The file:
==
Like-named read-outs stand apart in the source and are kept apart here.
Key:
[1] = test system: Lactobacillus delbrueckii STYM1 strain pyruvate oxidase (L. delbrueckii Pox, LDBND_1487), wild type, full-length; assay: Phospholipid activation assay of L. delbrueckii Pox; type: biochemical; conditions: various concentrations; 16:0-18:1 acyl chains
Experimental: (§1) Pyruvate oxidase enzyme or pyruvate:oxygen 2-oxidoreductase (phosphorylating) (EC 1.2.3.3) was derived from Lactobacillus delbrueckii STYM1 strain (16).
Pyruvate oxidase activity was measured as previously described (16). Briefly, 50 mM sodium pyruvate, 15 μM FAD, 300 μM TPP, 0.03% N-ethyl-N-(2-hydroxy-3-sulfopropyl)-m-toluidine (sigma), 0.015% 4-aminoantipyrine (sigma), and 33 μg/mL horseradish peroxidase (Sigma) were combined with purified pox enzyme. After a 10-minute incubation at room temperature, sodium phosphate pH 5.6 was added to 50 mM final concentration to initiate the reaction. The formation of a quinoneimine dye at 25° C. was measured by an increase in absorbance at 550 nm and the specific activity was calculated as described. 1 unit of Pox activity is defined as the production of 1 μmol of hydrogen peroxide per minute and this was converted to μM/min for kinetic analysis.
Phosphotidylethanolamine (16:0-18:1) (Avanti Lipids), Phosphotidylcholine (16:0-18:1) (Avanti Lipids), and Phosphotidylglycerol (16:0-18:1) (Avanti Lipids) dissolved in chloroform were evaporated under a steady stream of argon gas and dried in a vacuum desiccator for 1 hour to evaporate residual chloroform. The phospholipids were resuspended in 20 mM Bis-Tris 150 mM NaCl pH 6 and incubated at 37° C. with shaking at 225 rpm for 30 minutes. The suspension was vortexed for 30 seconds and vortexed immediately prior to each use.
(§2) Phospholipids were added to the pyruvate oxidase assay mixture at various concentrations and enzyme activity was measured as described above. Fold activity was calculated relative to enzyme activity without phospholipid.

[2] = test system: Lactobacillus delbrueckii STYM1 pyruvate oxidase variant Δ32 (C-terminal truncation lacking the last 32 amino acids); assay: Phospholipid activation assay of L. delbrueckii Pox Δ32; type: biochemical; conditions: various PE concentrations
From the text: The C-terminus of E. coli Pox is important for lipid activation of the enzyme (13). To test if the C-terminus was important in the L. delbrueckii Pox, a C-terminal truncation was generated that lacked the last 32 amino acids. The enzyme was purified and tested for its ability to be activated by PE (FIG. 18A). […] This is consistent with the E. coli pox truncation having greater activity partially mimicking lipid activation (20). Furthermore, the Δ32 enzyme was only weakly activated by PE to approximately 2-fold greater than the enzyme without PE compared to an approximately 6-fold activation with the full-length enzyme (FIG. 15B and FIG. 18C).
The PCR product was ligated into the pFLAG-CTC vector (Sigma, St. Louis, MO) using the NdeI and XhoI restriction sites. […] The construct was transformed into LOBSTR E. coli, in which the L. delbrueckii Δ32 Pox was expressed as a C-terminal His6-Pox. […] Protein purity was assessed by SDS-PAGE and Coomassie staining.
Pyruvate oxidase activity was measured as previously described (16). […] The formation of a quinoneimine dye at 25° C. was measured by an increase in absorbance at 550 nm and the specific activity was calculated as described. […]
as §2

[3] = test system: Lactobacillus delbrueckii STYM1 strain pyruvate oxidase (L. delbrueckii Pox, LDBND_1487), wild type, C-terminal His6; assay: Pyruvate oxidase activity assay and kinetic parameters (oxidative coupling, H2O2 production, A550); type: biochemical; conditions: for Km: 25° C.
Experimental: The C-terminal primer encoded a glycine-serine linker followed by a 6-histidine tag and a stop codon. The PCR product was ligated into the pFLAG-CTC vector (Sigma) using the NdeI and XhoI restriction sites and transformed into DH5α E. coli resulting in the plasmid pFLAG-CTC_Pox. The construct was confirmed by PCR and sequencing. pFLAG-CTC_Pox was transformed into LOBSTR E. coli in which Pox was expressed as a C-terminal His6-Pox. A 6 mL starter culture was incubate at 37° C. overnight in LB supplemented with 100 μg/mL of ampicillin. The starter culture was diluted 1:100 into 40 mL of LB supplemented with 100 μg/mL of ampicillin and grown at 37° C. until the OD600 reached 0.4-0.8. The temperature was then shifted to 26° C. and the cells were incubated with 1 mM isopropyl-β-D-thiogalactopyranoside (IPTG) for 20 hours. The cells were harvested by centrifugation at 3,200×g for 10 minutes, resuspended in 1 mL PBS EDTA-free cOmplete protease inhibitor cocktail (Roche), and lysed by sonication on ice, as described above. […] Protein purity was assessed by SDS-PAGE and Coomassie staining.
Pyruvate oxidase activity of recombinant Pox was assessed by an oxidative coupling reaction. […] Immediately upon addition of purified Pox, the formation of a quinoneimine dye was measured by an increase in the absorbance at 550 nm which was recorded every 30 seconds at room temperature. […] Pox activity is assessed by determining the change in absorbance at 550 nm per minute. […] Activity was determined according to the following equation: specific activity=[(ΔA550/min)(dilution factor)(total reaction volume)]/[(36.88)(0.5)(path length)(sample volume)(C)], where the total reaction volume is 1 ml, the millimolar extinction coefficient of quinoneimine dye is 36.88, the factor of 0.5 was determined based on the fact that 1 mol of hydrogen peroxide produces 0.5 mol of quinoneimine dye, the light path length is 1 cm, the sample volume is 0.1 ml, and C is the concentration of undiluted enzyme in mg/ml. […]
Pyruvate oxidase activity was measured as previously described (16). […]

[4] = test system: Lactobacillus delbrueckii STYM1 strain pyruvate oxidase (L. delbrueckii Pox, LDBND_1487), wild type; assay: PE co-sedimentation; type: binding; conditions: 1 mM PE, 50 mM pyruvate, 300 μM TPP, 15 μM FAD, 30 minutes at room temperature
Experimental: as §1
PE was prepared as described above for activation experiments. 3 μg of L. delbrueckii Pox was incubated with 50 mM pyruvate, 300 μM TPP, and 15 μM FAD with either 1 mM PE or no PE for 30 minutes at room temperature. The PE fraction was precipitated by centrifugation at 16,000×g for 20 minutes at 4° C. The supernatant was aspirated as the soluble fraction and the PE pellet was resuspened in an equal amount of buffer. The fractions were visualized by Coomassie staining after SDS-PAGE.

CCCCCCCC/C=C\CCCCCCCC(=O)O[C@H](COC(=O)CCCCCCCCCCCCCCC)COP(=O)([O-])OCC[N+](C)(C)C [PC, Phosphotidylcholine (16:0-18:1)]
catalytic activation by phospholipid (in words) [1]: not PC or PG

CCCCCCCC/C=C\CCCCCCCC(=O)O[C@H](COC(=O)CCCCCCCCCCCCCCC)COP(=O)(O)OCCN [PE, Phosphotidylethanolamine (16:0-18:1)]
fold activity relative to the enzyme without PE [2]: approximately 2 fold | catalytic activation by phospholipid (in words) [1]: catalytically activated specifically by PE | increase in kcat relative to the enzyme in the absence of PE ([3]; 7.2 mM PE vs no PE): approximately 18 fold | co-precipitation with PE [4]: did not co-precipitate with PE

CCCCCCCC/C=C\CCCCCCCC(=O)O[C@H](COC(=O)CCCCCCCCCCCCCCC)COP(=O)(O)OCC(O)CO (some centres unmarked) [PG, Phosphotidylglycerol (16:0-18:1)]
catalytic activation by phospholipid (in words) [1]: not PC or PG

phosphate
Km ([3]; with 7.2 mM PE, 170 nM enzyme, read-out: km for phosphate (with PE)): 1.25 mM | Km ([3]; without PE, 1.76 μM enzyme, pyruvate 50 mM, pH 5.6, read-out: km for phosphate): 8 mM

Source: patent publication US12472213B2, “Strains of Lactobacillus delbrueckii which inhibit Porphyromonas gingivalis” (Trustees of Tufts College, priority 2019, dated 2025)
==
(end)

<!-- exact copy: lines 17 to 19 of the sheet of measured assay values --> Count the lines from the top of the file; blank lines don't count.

[4] = test system: Lactobacillus delbrueckii STYM1 strain pyruvate oxidase (L. delbrueckii Pox, LDBND_1487), wild type; assay: PE co-sedimentation; type: binding; conditions: 1 mM PE, 50 mM pyruvate, 300 μM TPP, 15 μM FAD, 30 minutes at room temperature
Experimental: as §1
PE was prepared as described above for activation experiments. 3 μg of L. delbrueckii Pox was incubated with 50 mM pyruvate, 300 μM TPP, and 15 μM FAD with either 1 mM PE or no PE for 30 minutes at room temperature. The PE fraction was precipitated by centrifugation at 16,000×g for 20 minutes at 4° C. The supernatant was aspirated as the soluble fraction and the PE pellet was resuspened in an equal amount of buffer. The fractions were visualized by Coomassie staining after SDS-PAGE.